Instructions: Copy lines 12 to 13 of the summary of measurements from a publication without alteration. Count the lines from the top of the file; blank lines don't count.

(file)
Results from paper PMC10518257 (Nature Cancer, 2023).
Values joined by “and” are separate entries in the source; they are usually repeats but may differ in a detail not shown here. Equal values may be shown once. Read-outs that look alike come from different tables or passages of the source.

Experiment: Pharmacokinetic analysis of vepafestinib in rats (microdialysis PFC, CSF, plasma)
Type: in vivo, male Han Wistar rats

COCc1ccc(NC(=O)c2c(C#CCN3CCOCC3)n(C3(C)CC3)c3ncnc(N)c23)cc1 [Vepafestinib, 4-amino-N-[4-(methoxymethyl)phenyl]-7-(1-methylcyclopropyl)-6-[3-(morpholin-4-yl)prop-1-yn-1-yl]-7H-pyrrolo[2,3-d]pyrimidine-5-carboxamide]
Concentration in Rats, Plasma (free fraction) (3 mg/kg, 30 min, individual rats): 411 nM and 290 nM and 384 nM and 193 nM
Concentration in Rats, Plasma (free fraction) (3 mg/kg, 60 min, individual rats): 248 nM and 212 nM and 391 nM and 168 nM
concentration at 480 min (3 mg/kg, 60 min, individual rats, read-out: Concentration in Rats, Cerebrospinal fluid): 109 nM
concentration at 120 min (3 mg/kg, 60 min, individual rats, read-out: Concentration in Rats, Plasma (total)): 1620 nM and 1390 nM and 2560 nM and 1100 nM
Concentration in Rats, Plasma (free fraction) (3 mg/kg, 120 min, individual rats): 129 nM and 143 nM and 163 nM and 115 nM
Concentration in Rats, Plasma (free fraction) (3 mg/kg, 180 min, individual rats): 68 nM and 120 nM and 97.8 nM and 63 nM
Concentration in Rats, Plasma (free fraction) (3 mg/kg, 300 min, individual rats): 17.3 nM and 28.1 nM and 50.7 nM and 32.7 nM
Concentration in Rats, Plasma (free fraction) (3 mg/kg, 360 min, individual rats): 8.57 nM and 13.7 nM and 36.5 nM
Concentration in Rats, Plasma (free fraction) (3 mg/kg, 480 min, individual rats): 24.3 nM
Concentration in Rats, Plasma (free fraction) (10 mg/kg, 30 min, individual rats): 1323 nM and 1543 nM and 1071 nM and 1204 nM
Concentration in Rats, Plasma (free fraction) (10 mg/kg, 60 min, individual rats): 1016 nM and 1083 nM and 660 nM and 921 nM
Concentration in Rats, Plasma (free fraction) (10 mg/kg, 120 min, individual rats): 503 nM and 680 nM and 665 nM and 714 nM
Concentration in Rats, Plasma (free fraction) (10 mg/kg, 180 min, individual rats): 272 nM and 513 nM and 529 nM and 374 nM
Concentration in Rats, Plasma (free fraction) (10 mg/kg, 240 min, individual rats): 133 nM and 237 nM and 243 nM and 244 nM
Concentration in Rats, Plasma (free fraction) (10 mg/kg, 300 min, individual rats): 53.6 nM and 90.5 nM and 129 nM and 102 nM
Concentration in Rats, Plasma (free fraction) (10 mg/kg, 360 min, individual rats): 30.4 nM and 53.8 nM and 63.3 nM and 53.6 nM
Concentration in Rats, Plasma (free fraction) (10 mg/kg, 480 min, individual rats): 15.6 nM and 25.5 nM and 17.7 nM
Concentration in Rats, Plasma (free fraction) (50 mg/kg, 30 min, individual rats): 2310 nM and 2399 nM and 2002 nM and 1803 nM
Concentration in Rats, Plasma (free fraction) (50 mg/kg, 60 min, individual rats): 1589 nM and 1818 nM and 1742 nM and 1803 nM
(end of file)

Concentration in Rats, Plasma (free fraction) (3 mg/kg, 300 min, individual rats): 17.3 nM and 28.1 nM and 50.7 nM and 32.7 nM
Concentration in Rats, Plasma (free fraction) (3 mg/kg, 360 min, individual rats): 8.57 nM and 13.7 nM and 36.5 nM